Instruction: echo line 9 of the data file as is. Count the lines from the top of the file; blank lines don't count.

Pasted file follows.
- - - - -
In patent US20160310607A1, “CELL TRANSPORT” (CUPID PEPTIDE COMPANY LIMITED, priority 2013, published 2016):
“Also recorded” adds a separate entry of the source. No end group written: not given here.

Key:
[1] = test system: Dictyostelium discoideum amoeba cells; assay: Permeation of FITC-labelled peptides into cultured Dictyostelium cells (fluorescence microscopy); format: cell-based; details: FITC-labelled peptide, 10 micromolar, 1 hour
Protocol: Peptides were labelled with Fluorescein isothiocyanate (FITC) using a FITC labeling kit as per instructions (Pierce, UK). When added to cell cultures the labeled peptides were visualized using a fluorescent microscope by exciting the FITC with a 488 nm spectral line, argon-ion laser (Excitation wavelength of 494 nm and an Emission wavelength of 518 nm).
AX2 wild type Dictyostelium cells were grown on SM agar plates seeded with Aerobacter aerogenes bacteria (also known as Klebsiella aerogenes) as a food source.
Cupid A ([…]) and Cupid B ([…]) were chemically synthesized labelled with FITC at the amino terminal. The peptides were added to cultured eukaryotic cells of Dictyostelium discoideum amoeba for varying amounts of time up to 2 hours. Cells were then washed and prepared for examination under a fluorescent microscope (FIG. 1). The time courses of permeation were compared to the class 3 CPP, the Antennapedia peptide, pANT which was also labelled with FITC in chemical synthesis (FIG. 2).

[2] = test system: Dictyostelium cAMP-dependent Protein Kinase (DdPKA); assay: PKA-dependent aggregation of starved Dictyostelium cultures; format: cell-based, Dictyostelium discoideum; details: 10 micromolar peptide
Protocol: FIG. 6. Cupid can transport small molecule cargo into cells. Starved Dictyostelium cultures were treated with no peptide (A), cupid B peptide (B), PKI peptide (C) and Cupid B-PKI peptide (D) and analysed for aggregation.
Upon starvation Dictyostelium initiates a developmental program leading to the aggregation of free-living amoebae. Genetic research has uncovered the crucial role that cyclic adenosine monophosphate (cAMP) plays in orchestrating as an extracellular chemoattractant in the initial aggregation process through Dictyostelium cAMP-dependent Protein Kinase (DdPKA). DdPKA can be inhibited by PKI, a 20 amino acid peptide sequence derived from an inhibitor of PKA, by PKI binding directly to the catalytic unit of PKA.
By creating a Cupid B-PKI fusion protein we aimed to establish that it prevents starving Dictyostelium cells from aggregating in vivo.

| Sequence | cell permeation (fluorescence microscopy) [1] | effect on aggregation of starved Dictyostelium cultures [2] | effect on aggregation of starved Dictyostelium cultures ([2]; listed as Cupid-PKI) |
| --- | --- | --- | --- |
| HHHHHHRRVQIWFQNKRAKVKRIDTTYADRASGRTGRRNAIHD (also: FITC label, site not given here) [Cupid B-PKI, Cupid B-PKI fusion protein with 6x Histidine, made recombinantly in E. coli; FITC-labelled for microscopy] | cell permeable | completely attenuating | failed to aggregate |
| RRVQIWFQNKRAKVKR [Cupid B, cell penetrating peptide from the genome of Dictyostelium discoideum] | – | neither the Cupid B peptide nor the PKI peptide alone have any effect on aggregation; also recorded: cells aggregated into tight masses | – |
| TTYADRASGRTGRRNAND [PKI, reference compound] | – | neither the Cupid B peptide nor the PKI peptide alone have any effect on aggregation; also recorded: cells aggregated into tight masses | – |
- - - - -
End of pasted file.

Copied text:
Protocol: FIG. 6. Cupid can transport small molecule cargo into cells. Starved Dictyostelium cultures were treated with no peptide (A), cupid B peptide (B), PKI peptide (C) and Cupid B-PKI peptide (D) and analysed for aggregation.